The focusing speed of this binocular seems fairly fast. I have not measured it at this point but I would not be surprised if it takes approximately 1 to 1.25 turns to go from close focus to infinity with this binocular. Even though the focusing speed is fairly quick I have not had a problem overshooting “perfect focus” on any given object because the focusing tension is excellent. “Butter smooth” is a term often coined in this area and it certainly applies here. I have no complaints whatsoever in terms of focusing speed or tension. In fact I find it ideal!
The diopter design is an interesting one. The diopter is located in the second most common area for binoculars..in between both eyepieces on the central hinge. It does feature a locking mechanism. A small, metal “button” must be depressed in order for the diopter to be adjusted in either direction. It is extended just enough to be easily accessible while still recessed enough not to be accidentally bumped or caught while pulling the binocular out of the case.
The eyecups fully extend and collapse with the typical twist and pull method. They do lock in the fully extended position. I did not notice any problems with the design or construction of this particular feature. Keep in mind that the serial number on this particular unit was fairly high (unlike the unit mentioned in an earlier review).
Central hinge tension is very good on this unit. It just tight enough to keep the IPD constant and yet adjustable enough to move it should you decide to lend the binocular to another consumer.
Size and ergonomics:
This a very compact full-sized binocular. Though not as small as the Zhumell Short Barrel model that I reviewed recently it is very close. Putting the two side by side the Pro Optic is only about a quarter inch longer overall. The physical weight of the binocular is not listed but I would estimate somewhere in the 22-24 oz range. It certainly isn’t heavy and feels very solid when handling.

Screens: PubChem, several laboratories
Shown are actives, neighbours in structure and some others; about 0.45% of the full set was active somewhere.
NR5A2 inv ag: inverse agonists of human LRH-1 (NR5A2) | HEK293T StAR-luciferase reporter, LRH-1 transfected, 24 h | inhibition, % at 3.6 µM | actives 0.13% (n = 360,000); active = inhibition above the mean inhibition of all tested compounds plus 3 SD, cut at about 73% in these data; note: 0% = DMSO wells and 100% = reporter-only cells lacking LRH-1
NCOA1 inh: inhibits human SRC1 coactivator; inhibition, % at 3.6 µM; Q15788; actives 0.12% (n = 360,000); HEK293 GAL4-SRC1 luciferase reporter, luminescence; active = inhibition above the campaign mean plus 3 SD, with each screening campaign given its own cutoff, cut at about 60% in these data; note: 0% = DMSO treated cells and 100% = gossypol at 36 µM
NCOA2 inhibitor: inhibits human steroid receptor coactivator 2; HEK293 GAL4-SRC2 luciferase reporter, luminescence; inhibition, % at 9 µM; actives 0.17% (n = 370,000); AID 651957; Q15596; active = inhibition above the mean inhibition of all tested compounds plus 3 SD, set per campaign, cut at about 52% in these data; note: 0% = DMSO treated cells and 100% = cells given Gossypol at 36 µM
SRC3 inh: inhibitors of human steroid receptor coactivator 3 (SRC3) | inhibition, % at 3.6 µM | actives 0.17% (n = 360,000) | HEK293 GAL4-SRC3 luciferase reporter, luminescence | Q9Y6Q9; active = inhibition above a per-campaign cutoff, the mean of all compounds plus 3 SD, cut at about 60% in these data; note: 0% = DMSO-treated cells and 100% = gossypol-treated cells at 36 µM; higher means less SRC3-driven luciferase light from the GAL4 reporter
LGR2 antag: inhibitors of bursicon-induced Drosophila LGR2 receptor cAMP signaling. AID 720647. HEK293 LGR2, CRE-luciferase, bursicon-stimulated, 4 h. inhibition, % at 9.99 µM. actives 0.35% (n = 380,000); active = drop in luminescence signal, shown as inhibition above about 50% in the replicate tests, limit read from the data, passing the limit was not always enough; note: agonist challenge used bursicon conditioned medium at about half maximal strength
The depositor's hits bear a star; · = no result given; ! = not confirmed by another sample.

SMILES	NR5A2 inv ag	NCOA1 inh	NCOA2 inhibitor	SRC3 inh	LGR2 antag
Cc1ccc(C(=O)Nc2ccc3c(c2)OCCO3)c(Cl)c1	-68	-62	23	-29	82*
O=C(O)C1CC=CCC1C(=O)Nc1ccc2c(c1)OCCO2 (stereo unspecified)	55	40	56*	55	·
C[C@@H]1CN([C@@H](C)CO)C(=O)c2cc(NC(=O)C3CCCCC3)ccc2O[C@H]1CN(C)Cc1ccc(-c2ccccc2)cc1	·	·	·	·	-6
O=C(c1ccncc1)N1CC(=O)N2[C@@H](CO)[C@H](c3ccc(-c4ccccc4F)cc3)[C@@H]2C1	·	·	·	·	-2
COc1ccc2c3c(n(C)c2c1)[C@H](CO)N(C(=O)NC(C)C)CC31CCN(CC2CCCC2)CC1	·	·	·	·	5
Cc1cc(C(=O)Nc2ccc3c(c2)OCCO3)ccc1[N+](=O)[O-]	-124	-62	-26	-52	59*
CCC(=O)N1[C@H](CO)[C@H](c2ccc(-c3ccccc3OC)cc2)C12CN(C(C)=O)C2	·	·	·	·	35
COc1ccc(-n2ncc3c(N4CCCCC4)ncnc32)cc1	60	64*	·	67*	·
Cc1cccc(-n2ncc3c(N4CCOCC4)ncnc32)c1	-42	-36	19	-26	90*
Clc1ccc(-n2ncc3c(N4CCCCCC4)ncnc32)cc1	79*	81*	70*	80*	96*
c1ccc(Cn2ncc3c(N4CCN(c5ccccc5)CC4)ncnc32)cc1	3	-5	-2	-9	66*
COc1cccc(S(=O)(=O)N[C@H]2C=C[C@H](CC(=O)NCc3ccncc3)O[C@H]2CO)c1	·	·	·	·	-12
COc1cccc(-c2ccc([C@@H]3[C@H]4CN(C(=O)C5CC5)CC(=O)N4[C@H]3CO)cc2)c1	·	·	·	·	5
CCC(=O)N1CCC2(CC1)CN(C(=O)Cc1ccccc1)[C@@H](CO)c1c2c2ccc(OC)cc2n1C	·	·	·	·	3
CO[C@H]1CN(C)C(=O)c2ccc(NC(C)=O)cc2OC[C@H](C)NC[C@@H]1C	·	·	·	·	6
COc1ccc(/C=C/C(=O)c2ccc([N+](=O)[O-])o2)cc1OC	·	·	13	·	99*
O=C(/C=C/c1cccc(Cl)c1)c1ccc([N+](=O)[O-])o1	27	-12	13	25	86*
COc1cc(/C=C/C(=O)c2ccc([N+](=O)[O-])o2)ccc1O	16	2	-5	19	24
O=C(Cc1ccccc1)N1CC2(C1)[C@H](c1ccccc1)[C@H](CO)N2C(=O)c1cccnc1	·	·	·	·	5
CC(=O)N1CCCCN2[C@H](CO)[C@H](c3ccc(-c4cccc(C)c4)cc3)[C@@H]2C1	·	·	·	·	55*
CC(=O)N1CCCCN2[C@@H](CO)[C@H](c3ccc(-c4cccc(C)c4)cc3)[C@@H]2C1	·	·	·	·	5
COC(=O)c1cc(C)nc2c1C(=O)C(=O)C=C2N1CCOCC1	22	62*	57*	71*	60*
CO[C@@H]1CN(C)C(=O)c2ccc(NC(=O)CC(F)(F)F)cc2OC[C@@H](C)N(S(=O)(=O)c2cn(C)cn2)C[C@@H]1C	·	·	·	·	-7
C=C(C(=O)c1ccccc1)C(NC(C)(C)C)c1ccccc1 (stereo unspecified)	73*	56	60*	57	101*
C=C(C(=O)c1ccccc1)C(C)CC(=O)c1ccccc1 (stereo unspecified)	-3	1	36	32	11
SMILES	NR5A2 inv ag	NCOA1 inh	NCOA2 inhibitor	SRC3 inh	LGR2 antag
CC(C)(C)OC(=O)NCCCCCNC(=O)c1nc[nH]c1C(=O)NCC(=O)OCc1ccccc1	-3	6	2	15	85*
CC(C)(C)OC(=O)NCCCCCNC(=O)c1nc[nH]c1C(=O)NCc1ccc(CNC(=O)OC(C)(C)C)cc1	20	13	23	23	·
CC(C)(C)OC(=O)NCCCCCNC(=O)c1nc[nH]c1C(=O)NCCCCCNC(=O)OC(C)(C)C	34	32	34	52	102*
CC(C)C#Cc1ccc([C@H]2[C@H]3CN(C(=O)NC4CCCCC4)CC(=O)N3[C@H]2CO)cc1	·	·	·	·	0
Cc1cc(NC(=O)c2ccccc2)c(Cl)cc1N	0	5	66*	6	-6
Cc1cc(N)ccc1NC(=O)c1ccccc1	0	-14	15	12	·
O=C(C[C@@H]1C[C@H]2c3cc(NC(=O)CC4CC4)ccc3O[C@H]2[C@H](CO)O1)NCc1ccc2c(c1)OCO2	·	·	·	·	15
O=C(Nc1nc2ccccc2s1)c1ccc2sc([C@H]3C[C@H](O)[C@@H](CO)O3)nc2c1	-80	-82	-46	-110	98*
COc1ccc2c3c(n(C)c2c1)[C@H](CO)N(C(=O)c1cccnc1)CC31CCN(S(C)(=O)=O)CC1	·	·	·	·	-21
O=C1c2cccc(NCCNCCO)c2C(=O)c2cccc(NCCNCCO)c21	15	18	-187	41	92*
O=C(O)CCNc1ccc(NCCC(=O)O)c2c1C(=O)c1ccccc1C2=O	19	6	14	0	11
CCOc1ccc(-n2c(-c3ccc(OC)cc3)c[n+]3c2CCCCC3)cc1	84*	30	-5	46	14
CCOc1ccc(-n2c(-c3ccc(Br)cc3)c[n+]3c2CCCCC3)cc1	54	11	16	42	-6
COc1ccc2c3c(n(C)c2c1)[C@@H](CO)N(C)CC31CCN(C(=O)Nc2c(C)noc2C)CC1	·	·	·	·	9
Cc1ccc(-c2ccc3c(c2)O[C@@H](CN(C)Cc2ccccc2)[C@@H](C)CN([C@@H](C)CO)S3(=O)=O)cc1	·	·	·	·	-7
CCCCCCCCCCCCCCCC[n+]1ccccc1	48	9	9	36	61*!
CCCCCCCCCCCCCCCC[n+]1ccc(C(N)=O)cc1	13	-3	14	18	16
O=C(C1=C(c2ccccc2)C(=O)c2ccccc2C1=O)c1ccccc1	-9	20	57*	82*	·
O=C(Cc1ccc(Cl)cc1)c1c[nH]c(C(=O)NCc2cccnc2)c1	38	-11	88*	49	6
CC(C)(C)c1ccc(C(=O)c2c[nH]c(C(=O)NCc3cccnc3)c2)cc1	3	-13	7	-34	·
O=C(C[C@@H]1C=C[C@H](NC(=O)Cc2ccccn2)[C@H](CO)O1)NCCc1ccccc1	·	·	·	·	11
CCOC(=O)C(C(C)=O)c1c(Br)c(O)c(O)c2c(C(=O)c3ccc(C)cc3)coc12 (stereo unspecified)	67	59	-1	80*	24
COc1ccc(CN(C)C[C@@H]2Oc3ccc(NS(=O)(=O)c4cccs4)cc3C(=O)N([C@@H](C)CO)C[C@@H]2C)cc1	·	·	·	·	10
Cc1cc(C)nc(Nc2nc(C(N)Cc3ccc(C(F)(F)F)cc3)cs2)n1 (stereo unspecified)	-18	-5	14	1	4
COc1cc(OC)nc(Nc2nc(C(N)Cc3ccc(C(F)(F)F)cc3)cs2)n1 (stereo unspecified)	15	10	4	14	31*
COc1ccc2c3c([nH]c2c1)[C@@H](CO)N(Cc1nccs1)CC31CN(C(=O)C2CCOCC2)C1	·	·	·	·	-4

Ergonomics are an extremely individualistic area. In other words every person has their preferences. I seem to be comfortable with a variety of designs provided basic functions are easily met (being able to comfortably reach the focusing knob with comfortable finger placement for example). The open-hinge design on this particular model is very easy to use even with my larger than average hands. There are two, shallow thumb indents on the underside of the binocular to also aid in hand placement.
I like this binocular. I like it alot. Why? Well the optical performance is certainly way above the price point that they are selling it for. The sweet spot performance is certainly comparable to anything short of the European models. Apparent sharpness, color representation and brightness are all extremely satisfying. The field of view is wonderfully wide. Add those characteristics together and you certainly have a comfortable and enjoyable image. Throw in the ergonomics and the mechanical properties of this model and you definitely have a winner. I strongly encourage others to try this model. It easily is a “best value” and high performer at this price point ($150) and beyond.